“Silence is golden unless you have kids, then it’s just plain suspicious.” –anonymous

“If nobody ever said anything unless he knew what he was talking about, what a ghastly hush would descend upon the earth!” –A. P. Herbert, English humorist, writer, and politician

“I believe in the discipline of silence and can talk for hours about it.” –George Bernard Shaw, Irish playwright and critic

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Since I didn’t give Harpo the last word, I’ll let him give his audience the last laugh….and though he doesn’t speak, you’ll hear captivating sounds escape his lips 2:42 into this clip:

Bravo, Harpo!

EPILOGUE: Listen — 90+ years after the “silents” ended*, you can still hear….

*with the exception of two Charlie Chaplin masterpieces in the 1930s, CITY LIGHTS and MODERN TIMES

PARDON MY QUOTES

It is easier to buy books than to read them, and easier to read them than to absorb them. –William Osler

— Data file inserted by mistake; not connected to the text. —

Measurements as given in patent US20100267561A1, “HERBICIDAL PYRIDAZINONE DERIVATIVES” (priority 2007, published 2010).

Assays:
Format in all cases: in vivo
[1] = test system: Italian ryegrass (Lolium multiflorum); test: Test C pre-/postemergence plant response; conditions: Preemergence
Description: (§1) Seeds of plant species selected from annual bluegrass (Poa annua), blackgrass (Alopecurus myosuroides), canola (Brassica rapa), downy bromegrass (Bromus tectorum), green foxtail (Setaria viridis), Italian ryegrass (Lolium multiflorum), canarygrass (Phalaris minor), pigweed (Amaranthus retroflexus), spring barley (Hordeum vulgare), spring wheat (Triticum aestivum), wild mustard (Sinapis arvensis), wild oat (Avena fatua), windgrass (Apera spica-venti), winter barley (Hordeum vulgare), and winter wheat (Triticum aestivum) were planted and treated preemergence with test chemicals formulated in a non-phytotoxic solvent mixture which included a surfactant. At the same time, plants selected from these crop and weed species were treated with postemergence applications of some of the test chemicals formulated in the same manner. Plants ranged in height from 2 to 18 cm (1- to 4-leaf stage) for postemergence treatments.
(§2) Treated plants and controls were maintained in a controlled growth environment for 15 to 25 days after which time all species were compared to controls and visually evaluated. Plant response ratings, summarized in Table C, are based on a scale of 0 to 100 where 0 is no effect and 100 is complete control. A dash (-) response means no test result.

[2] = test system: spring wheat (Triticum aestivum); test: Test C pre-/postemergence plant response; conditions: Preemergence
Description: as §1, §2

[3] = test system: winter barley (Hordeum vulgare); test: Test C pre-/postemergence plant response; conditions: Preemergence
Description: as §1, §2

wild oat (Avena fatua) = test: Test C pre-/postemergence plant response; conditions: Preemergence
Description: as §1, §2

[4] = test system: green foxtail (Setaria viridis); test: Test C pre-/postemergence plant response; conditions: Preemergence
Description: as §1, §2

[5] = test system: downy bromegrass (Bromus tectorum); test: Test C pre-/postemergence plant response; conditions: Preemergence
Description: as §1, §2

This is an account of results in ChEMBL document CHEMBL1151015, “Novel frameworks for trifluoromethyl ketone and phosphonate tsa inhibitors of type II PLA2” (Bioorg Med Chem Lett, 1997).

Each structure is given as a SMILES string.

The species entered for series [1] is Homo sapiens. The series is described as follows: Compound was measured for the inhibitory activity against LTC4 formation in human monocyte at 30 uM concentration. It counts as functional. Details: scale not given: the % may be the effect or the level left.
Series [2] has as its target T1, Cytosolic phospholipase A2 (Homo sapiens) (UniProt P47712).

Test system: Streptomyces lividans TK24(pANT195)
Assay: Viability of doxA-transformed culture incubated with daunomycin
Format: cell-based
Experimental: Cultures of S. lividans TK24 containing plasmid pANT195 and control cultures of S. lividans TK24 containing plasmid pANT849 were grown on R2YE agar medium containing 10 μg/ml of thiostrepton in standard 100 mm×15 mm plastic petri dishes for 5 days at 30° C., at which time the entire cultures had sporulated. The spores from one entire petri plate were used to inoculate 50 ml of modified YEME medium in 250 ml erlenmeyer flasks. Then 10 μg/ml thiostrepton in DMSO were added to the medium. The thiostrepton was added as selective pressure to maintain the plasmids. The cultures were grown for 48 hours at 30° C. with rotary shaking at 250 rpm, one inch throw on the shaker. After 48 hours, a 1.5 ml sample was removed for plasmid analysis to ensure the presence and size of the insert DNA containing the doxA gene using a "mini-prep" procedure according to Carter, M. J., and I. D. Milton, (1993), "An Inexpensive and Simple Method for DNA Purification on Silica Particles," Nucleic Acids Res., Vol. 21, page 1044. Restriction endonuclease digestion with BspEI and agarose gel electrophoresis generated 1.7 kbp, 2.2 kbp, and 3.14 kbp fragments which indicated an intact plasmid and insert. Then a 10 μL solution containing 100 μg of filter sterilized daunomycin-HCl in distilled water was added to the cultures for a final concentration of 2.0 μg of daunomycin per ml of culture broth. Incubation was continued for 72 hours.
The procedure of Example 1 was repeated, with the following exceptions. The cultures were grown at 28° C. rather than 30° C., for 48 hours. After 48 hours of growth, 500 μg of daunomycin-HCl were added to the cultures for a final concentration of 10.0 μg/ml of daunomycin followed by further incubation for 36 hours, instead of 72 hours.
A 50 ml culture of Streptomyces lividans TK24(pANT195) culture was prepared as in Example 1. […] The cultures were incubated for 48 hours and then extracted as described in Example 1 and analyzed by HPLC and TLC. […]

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Now that’s a quote I can relate to — of the near-50 books I bought at that November used book sale I wrote about recently, in 3 weeks I’ve managed to find time to read all of 2 1/2; that’s all of two books (plus half of one) traversed in 21 days, as the crow flies. At that rate, I’ll have bought 50 more books before I’ve read an iota of my quota from the last batch — and I’ve already bought ten more books since then. Nonetheless (actually all the more, both batches combined), rather than completely skip a post as I did December 5, I’ll at least try to save composing-time by posting (aka com-posting) the words of others.